“Organizations like ours have to pivot to identify trends, pick the right business models, fail a few times, and then succeed,” he says. “At Mars, we call it the Digital Engine: find the problem, solve the problem, and then scale the solution as fast as we can.”
Notwithstanding the importance of agility and response time, as companies and teams become more digital, there is a corresponding need for leaders to be able to grasp the nuances and risks of data-driven thinking. At Culture Amp, Elzinga coaches his clients and employees on recognizing the limits of AI and other statistical models — especially when it comes to predicting human behavior, or making sensitive hiring and firing decisions. “The challenge for us as an industry and for HR in general,” he says, “is that we have to work not just on finding the answers, but also on data literacy.”
Data literacy is a hard-won skill. It does not come easily, even to a generation fluent with apps, emojis, and hashtags. To get there, organizations need to invest in dedicated training and education. At Mars, Dadlani was shocked when an email intended for his technology team inviting them to a course on machine learning accidentally went out to thousands of employees at the firm, and — much to his surprise — many of those unintended recipients showed up, which changed his thinking about how ready everyone in the organization was to take on the challenges of new technology.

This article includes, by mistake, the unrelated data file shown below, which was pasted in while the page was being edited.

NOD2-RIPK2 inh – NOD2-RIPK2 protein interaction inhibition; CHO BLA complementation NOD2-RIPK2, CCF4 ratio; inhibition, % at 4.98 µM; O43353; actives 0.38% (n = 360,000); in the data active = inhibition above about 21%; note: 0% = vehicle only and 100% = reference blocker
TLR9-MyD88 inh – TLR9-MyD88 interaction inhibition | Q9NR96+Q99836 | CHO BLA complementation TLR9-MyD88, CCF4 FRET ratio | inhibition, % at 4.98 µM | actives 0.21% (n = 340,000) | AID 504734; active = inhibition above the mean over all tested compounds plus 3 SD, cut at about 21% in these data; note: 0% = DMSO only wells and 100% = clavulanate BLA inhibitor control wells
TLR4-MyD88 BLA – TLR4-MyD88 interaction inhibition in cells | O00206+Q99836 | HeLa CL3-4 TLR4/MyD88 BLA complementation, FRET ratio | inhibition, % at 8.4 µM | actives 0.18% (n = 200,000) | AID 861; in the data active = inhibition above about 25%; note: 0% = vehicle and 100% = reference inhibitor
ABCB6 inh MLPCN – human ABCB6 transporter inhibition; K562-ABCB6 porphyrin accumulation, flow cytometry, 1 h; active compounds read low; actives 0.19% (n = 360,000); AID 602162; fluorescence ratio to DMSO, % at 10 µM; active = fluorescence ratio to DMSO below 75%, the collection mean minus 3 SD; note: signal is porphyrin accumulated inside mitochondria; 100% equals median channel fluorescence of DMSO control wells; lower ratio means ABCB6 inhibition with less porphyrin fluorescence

Foster has actively encouraged data literacy programs at Zapier, offering employees a five-part mini-course called The Golden Path to Data, which provides training on using data tools, creating queries, and interpreting results. As a further incentive to upgrade skills, requests to the data team are prioritized for people who have actually done the course.
Foster says, “You don’t need everyone to be an expert, but the real benefit starts to happen when every team has a data power user in it, which can help the team respond to new questions and challenges faster. And that increases the decision-making velocity that’s happening inside the organization.”
Data will never be a substitute for genuine social interactions or company culture, but as we build more global, distributed, and virtual organizations, what it offers is something just as important: a common language for transformation.
Mike Walsh is the CEO of Tomorrow, a global consultancy on designing companies for the 21st century. A global nomad, futurist and author of the best-selling book, The Algorithmic Leader, he advises some of the world’s biggest organizations on digital transformation and disruptive innovation in this new era of machine intelligence.
Derek Sweeney is the Director of Speaker Ideas at The Sweeney Agency. www.thesweeneyagency.com. For 15 years Derek has been helping clients find the right Speakers for their events. Derek can be reached at 1-866-727-7555 or [email protected]